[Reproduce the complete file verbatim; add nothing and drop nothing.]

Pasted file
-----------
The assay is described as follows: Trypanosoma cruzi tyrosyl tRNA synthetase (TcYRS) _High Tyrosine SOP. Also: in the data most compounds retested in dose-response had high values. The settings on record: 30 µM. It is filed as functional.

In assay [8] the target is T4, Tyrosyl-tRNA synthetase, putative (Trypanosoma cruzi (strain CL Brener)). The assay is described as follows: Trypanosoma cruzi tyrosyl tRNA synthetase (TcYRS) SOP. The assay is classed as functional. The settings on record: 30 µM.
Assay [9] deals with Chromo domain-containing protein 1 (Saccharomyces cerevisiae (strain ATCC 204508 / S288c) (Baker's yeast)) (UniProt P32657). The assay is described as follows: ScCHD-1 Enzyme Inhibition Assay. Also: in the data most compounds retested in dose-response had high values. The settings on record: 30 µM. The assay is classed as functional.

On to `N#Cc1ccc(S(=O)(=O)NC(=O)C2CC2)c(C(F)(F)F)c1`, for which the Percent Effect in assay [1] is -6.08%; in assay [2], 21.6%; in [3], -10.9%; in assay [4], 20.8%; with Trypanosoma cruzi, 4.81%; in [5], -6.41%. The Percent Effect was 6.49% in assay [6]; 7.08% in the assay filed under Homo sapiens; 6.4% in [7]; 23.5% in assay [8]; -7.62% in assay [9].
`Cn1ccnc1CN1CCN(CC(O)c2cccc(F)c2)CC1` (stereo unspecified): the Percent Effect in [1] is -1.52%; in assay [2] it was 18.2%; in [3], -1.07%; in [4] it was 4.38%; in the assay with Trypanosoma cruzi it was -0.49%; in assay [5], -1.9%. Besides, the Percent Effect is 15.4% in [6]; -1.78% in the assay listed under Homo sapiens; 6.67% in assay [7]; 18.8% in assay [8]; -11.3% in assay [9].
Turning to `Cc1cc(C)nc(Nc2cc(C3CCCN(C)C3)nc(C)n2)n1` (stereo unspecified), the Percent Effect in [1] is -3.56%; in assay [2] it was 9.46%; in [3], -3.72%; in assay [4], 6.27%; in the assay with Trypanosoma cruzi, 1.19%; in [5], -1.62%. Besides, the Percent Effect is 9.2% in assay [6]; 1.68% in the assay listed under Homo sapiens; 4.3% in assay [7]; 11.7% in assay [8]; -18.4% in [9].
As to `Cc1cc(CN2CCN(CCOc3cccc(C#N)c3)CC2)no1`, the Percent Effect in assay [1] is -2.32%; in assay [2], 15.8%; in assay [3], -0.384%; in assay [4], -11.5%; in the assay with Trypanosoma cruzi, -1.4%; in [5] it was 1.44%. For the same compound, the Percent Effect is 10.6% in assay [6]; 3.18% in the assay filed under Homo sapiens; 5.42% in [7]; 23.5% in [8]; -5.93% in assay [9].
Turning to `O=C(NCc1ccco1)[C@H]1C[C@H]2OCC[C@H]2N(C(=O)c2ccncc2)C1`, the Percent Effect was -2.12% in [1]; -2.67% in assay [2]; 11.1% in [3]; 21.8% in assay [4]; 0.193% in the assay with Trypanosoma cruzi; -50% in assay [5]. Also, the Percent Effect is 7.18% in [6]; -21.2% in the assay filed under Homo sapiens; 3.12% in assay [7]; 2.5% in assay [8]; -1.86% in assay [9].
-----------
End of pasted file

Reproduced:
The assay is described as follows: Trypanosoma cruzi tyrosyl tRNA synthetase (TcYRS) _High Tyrosine SOP. Also: in the data most compounds retested in dose-response had high values. The settings on record: 30 µM. It is filed as functional.

In assay [8] the target is T4, Tyrosyl-tRNA synthetase, putative (Trypanosoma cruzi (strain CL Brener)). The assay is described as follows: Trypanosoma cruzi tyrosyl tRNA synthetase (TcYRS) SOP. The assay is classed as functional. The settings on record: 30 µM.
Assay [9] deals with Chromo domain-containing protein 1 (Saccharomyces cerevisiae (strain ATCC 204508 / S288c) (Baker's yeast)) (UniProt P32657). The assay is described as follows: ScCHD-1 Enzyme Inhibition Assay. Also: in the data most compounds retested in dose-response had high values. The settings on record: 30 µM. The assay is classed as functional.

On to `N#Cc1ccc(S(=O)(=O)NC(=O)C2CC2)c(C(F)(F)F)c1`, for which the Percent Effect in assay [1] is -6.08%; in assay [2], 21.6%; in [3], -10.9%; in assay [4], 20.8%; with Trypanosoma cruzi, 4.81%; in [5], -6.41%. The Percent Effect was 6.49% in assay [6]; 7.08% in the assay filed under Homo sapiens; 6.4% in [7]; 23.5% in assay [8]; -7.62% in assay [9].
`Cn1ccnc1CN1CCN(CC(O)c2cccc(F)c2)CC1` (stereo unspecified): the Percent Effect in [1] is -1.52%; in assay [2] it was 18.2%; in [3], -1.07%; in [4] it was 4.38%; in the assay with Trypanosoma cruzi it was -0.49%; in assay [5], -1.9%. Besides, the Percent Effect is 15.4% in [6]; -1.78% in the assay listed under Homo sapiens; 6.67% in assay [7]; 18.8% in assay [8]; -11.3% in assay [9].
Turning to `Cc1cc(C)nc(Nc2cc(C3CCCN(C)C3)nc(C)n2)n1` (stereo unspecified), the Percent Effect in [1] is -3.56%; in assay [2] it was 9.46%; in [3], -3.72%; in assay [4], 6.27%; in the assay with Trypanosoma cruzi, 1.19%; in [5], -1.62%. Besides, the Percent Effect is 9.2% in assay [6]; 1.68% in the assay listed under Homo sapiens; 4.3% in assay [7]; 11.7% in assay [8]; -18.4% in [9].
As to `Cc1cc(CN2CCN(CCOc3cccc(C#N)c3)CC2)no1`, the Percent Effect in assay [1] is -2.32%; in assay [2], 15.8%; in assay [3], -0.384%; in assay [4], -11.5%; in the assay with Trypanosoma cruzi, -1.4%; in [5] it was 1.44%. For the same compound, the Percent Effect is 10.6% in assay [6]; 3.18% in the assay filed under Homo sapiens; 5.42% in [7]; 23.5% in [8]; -5.93% in assay [9].
Turning to `O=C(NCc1ccco1)[C@H]1C[C@H]2OCC[C@H]2N(C(=O)c2ccncc2)C1`, the Percent Effect was -2.12% in [1]; -2.67% in assay [2]; 11.1% in [3]; 21.8% in assay [4]; 0.193% in the assay with Trypanosoma cruzi; -50% in assay [5]. Also, the Percent Effect is 7.18% in [6]; -21.2% in the assay filed under Homo sapiens; 3.12% in assay [7]; 2.5% in assay [8]; -1.86% in assay [9].